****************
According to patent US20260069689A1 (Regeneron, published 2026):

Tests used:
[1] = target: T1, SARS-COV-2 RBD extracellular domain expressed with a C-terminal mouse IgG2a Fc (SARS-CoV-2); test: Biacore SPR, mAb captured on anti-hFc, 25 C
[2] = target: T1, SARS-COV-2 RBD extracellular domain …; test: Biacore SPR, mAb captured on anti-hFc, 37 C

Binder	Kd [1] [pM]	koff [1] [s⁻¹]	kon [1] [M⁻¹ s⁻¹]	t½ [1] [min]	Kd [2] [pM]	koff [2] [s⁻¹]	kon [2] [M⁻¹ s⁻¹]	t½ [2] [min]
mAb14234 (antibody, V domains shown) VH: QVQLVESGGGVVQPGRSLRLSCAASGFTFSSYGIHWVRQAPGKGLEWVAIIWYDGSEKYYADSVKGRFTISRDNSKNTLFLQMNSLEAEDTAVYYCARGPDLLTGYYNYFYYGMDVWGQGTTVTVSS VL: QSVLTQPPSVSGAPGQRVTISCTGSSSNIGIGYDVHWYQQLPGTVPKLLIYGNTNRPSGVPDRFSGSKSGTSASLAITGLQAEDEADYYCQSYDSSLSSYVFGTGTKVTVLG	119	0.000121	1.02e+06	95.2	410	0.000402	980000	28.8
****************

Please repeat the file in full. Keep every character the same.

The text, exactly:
According to patent US20260069689A1 (Regeneron, published 2026):

Tests used:
[1] = target: T1, SARS-COV-2 RBD extracellular domain expressed with a C-terminal mouse IgG2a Fc (SARS-CoV-2); test: Biacore SPR, mAb captured on anti-hFc, 25 C
[2] = target: T1, SARS-COV-2 RBD extracellular domain …; test: Biacore SPR, mAb captured on anti-hFc, 37 C

Binder	Kd [1] [pM]	koff [1] [s⁻¹]	kon [1] [M⁻¹ s⁻¹]	t½ [1] [min]	Kd [2] [pM]	koff [2] [s⁻¹]	kon [2] [M⁻¹ s⁻¹]	t½ [2] [min]
mAb14234 (antibody, V domains shown) VH: QVQLVESGGGVVQPGRSLRLSCAASGFTFSSYGIHWVRQAPGKGLEWVAIIWYDGSEKYYADSVKGRFTISRDNSKNTLFLQMNSLEAEDTAVYYCARGPDLLTGYYNYFYYGMDVWGQGTTVTVSS VL: QSVLTQPPSVSGAPGQRVTISCTGSSSNIGIGYDVHWYQQLPGTVPKLLIYGNTNRPSGVPDRFSGSKSGTSASLAITGLQAEDEADYYCQSYDSSLSSYVFGTGTKVTVLG	119	0.000121	1.02e+06	95.2	410	0.000402	980000	28.8